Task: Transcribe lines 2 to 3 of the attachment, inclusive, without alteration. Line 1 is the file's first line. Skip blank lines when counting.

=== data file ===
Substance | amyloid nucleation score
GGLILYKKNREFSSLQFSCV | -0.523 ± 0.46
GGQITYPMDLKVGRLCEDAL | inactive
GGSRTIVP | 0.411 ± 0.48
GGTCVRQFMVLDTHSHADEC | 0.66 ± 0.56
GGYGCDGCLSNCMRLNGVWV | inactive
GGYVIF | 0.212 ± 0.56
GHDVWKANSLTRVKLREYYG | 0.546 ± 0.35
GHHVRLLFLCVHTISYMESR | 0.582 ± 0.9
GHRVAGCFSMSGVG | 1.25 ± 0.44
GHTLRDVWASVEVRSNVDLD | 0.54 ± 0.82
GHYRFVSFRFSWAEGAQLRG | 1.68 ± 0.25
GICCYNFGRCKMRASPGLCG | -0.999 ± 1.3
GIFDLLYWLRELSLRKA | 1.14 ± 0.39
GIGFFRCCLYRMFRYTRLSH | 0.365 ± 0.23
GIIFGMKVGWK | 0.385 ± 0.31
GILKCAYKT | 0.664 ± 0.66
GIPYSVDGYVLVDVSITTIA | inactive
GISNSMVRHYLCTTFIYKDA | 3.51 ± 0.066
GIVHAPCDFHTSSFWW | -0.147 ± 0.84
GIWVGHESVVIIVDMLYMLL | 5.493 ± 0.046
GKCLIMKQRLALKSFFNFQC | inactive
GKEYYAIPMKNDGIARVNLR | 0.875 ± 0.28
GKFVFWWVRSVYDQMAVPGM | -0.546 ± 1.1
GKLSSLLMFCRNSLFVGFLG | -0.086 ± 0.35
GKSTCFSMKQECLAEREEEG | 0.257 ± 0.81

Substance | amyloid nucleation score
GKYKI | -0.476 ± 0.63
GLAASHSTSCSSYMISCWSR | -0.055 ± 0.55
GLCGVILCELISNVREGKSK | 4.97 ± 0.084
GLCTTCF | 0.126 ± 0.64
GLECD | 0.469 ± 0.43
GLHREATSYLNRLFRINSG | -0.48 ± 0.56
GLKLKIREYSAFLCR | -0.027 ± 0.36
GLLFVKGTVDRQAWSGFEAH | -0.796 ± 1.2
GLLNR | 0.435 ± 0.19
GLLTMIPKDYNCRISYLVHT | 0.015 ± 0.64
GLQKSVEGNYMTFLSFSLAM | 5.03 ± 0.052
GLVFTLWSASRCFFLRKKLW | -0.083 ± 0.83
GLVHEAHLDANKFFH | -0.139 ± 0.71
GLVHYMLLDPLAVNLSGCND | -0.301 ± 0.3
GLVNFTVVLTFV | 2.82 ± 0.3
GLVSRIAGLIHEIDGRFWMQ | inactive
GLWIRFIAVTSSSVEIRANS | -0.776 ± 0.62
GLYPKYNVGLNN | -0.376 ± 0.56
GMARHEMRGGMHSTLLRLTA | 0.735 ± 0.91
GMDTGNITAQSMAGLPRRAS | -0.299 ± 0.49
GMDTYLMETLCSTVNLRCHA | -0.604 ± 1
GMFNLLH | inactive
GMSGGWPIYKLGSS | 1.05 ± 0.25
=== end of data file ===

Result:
GGLILYKKNREFSSLQFSCV | -0.523 ± 0.46
GGQITYPMDLKVGRLCEDAL | inactive